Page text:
You don't have to install any extra software to shop at Amazon; all you need is a web browser. Amazon's search capabilities are first rate, and you can easily compare prices for CDs and digital formats—a tactic that can sometimes point out an unexpected bargain. The Amazon downloader utility is extremely lightweight, easy to install, and works equally well with Windows and iTunes libraries.
Amazon offers daily deals and loss leaders that you simply won't find at iTunes. It's not unusual to find a hot new album for $3.99 (or even $1.99) on the day it's released, with the price going up to a normal $7.99 or $9.99 a day or two later. If you are not checking Amazon's price before you buy an album from iTunes, you are throwing money away.
The case for eMusic: Great prices, if you're willing to make a commitment
I have been an eMusic subscriber off and on (mostly on) since 2002. During that time I've watched the company's business model change as its music selection has grown. Last month, it got the biggest infusion of new titles ever and a major change in how its membership model works.
You can't begin shopping at eMusic until you sign up for a membership. (You can sign up for a monthly plan and drop it any time), Membership plans at eMusic start at $11.99 per month and go up to $79.99 per month (there are also quarterly, bi-annual, and annual plans). It used to be that your monthly dues gave you a fixed number of downloads per month. As of last month, you get a dollars-and-cents credit equal to your membership dues plus bonus credits (up to $15 per month) that increase with your dues.
Albums at the new eMusic are variably priced, and consistently at least 30% less than the same title at iTunes. In my survey, eight albums that were priced at $9.99 at iTunes cost $5.88 to $6.99 at eMusic.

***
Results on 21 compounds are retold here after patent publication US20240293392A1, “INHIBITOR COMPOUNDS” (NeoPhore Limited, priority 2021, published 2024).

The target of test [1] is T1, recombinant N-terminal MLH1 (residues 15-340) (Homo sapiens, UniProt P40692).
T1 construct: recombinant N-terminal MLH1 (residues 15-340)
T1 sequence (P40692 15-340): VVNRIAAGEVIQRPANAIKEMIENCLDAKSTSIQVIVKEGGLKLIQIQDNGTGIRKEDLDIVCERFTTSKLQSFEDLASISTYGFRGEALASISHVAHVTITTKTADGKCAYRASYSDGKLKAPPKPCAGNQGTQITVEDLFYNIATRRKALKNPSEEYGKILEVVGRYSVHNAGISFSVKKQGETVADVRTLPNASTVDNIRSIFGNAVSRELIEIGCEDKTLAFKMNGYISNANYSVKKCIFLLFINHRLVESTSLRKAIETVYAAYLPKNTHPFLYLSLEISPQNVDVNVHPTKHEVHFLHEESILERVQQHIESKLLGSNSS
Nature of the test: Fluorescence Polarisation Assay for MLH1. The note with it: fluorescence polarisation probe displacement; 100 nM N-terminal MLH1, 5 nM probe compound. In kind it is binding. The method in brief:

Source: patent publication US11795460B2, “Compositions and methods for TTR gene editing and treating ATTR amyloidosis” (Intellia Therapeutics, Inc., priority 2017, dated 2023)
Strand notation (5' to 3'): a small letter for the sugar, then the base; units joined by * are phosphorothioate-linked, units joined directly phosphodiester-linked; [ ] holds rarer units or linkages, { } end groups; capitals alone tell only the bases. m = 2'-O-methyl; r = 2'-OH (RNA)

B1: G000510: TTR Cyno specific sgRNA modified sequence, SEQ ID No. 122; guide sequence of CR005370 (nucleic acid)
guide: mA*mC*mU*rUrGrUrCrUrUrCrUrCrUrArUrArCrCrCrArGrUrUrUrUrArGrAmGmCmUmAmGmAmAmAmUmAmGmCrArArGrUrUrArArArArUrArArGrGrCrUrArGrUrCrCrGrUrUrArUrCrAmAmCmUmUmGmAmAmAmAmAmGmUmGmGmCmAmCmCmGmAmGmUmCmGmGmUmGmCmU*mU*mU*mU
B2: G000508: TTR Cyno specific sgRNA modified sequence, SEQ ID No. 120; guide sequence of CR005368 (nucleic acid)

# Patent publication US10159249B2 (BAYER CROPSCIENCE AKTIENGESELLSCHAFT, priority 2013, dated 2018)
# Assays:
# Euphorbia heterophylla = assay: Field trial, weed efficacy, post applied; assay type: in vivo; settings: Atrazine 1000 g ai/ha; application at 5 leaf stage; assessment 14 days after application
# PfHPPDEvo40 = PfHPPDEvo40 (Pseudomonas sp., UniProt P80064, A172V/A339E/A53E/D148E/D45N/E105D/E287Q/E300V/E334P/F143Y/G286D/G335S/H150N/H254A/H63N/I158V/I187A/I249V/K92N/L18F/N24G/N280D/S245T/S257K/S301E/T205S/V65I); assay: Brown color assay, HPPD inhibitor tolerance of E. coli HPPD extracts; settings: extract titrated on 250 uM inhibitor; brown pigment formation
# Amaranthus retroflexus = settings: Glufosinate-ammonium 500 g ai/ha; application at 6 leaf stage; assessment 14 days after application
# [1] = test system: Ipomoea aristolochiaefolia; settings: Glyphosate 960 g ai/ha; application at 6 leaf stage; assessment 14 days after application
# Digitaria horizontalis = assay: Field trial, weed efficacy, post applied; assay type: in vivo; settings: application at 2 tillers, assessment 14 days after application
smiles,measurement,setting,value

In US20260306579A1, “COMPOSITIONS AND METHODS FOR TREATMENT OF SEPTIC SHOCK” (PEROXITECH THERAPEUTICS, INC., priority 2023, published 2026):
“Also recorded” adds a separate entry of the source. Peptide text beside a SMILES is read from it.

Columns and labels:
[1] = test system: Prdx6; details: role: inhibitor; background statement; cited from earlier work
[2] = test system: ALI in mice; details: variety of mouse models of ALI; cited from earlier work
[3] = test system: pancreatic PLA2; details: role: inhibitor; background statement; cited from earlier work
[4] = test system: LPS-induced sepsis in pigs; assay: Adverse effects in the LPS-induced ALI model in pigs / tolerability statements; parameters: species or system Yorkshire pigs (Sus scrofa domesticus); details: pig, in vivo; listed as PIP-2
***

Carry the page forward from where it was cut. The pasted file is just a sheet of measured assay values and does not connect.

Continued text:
The balance in your eMusic account is provided on a "use it or lose it" basis. Credits for a monthly subscription don't roll over to the next month, they get wiped out. When you've used up your allotment for the current month you have to wait until the account refreshes next month. And you can't just top off your account to complete a transaction. You have to purchase a "booster pack" of between $5 and $30—credits are good for 90 days.
My initial reaction to the eMusic changes was skepticism. But after seeing it in operation, I plan to keep my account. If you're a diehard music lover (like me) and you're not put off by the complexity of the membership-based system there's a lot to discover.
My sample started with 20 full albums, most of them released in 2009 or 2010. The list reflects my musical tastes, with a mix of artists from major labels and indies. I didn't do any poking through bargain bins, nor have I taken into account daily specials such as those that Amazon offers. I surveyed prices in the week before Thanksgiving, to avoid having Black Friday specials skew the results.
I threw out five albums from my original list because either the album or one or more tracks were unavailable from at least one of the outlets (eMusic was missing four albums from my list, and both Rhapsody and iTunes were each missing one album). That left me with 11 single albums and 4 double albums.
To calculate cost per track, I used the two most expensive tracks from each album, on the presumption that the most popular tracks command a premium and are the ones you're most likely to want to download individually. I counted a handful of albums where one track was higher in cost than the rest and thankfully didn't run into any examples of albums where individual tracks were unavailable for download.
A sample size of 15 albums and 30 tracks is obviously not representative of the market at large and inherently has a high margin of error. Regardless, I believe the conclusions are generally accurate and fairly reflect the state of the music market today, based on my use of all these services.
Here, in table form, is a list of the 15 albums and their price at the time I surveyed them for the iTunes store, Amazon (MP3 and CD formats), and eMusic.